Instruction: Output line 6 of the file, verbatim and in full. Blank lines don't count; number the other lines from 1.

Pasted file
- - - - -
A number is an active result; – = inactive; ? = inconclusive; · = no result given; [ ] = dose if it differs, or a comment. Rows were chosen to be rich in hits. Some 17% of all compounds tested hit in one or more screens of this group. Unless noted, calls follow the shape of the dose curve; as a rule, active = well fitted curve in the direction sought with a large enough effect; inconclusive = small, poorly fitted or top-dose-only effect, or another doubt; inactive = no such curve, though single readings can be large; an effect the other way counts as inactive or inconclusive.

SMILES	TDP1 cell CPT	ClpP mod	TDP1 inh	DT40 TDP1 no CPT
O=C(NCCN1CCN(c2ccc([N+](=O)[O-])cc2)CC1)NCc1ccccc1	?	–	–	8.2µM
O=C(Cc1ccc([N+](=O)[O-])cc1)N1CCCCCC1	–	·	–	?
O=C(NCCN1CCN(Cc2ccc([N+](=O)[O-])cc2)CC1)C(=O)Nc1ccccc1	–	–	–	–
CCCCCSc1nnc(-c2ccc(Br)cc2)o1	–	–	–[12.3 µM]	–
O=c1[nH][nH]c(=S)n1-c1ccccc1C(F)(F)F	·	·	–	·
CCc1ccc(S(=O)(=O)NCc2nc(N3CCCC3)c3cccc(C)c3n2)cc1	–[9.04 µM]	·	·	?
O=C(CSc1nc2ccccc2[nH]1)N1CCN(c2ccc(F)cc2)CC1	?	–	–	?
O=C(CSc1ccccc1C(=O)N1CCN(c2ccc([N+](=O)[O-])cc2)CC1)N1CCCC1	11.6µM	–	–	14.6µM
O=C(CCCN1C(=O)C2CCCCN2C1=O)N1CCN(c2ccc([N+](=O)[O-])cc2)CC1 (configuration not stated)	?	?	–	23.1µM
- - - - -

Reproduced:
CCCCCSc1nnc(-c2ccc(Br)cc2)o1	–	–	–[12.3 µM]	–